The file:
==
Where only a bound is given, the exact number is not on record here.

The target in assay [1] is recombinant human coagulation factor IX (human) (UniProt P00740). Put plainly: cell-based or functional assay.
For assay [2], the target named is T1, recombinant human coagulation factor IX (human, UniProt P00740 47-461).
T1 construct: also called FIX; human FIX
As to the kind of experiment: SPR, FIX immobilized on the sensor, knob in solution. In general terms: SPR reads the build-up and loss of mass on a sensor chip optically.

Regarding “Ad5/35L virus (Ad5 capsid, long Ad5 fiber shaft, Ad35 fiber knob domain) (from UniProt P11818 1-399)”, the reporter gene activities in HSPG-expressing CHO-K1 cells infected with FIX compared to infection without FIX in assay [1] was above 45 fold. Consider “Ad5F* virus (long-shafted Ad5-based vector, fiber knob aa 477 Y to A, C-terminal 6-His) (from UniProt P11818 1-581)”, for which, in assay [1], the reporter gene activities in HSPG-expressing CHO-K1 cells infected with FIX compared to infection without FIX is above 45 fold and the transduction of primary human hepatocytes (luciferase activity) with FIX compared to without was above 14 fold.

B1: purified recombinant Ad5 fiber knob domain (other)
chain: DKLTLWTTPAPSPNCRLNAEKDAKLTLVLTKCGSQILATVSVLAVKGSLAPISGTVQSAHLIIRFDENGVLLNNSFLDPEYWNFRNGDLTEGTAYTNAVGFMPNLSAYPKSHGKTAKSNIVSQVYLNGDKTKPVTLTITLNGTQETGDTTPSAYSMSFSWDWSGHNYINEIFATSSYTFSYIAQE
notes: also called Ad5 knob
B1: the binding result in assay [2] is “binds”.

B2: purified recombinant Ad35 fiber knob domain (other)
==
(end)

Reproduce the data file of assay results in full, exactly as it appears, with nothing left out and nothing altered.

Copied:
Where only a bound is given, the exact number is not on record here.

The target in assay [1] is recombinant human coagulation factor IX (human) (UniProt P00740). Put plainly: cell-based or functional assay.
For assay [2], the target named is T1, recombinant human coagulation factor IX (human, UniProt P00740 47-461).
T1 construct: also called FIX; human FIX
As to the kind of experiment: SPR, FIX immobilized on the sensor, knob in solution. In general terms: SPR reads the build-up and loss of mass on a sensor chip optically.

Regarding “Ad5/35L virus (Ad5 capsid, long Ad5 fiber shaft, Ad35 fiber knob domain) (from UniProt P11818 1-399)”, the reporter gene activities in HSPG-expressing CHO-K1 cells infected with FIX compared to infection without FIX in assay [1] was above 45 fold. Consider “Ad5F* virus (long-shafted Ad5-based vector, fiber knob aa 477 Y to A, C-terminal 6-His) (from UniProt P11818 1-581)”, for which, in assay [1], the reporter gene activities in HSPG-expressing CHO-K1 cells infected with FIX compared to infection without FIX is above 45 fold and the transduction of primary human hepatocytes (luciferase activity) with FIX compared to without was above 14 fold.

B1: purified recombinant Ad5 fiber knob domain (other)
chain: DKLTLWTTPAPSPNCRLNAEKDAKLTLVLTKCGSQILATVSVLAVKGSLAPISGTVQSAHLIIRFDENGVLLNNSFLDPEYWNFRNGDLTEGTAYTNAVGFMPNLSAYPKSHGKTAKSNIVSQVYLNGDKTKPVTLTITLNGTQETGDTTPSAYSMSFSWDWSGHNYINEIFATSSYTFSYIAQE
notes: also called Ad5 knob
B1: the binding result in assay [2] is “binds”.

B2: purified recombinant Ad35 fiber knob domain (other)